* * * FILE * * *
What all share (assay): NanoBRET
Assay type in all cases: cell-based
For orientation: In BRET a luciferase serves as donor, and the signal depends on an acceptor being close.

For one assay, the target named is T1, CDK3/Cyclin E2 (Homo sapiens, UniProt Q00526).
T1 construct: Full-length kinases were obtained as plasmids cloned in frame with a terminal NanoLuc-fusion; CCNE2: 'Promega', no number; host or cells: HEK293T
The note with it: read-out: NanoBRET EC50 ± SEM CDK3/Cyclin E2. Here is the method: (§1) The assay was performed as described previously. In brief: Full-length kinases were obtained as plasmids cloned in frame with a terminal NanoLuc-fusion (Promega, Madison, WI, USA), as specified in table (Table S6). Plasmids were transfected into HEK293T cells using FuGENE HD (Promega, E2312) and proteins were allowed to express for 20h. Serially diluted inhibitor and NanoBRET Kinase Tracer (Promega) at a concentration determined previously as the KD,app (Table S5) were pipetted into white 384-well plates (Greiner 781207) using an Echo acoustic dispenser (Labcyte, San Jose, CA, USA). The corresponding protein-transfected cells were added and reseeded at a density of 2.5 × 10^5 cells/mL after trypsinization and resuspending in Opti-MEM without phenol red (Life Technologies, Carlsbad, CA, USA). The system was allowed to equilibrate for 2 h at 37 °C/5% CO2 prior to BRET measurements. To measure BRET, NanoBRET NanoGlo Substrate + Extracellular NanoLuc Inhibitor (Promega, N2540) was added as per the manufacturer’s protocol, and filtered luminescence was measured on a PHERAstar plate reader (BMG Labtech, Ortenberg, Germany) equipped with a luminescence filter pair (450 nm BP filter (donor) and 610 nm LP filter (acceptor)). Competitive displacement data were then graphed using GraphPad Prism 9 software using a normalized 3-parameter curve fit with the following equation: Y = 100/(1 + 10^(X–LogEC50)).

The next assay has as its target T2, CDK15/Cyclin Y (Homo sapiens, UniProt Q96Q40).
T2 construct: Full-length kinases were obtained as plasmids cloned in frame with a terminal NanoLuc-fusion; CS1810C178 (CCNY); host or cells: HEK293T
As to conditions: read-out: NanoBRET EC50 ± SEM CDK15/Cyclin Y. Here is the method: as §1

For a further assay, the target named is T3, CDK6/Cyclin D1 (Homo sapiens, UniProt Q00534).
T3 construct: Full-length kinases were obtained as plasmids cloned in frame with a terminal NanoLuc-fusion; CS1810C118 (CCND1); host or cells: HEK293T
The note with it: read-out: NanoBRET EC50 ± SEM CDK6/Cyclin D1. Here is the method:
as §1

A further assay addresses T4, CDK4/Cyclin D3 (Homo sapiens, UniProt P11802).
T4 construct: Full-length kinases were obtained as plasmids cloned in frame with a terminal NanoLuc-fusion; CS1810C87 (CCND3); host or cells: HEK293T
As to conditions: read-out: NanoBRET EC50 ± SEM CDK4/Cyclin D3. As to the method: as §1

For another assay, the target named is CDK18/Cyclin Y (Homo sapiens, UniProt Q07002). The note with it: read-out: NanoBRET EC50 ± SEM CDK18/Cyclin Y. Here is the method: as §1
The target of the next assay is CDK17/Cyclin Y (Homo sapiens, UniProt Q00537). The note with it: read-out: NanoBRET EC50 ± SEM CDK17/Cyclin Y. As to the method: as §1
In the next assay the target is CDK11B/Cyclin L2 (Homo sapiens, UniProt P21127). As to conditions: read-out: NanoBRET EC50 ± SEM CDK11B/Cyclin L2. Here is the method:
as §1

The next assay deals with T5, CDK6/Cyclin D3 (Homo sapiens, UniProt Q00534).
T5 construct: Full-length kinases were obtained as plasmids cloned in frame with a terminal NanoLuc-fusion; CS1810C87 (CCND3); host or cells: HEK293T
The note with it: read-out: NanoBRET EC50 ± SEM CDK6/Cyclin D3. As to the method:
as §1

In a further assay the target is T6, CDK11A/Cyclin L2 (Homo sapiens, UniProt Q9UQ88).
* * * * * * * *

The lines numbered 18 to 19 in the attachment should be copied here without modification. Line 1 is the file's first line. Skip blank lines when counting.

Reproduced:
The target of the next assay is CDK17/Cyclin Y (Homo sapiens, UniProt Q00537). The note with it: read-out: NanoBRET EC50 ± SEM CDK17/Cyclin Y. As to the method: as §1
In the next assay the target is CDK11B/Cyclin L2 (Homo sapiens, UniProt P21127). As to conditions: read-out: NanoBRET EC50 ± SEM CDK11B/Cyclin L2. Here is the method: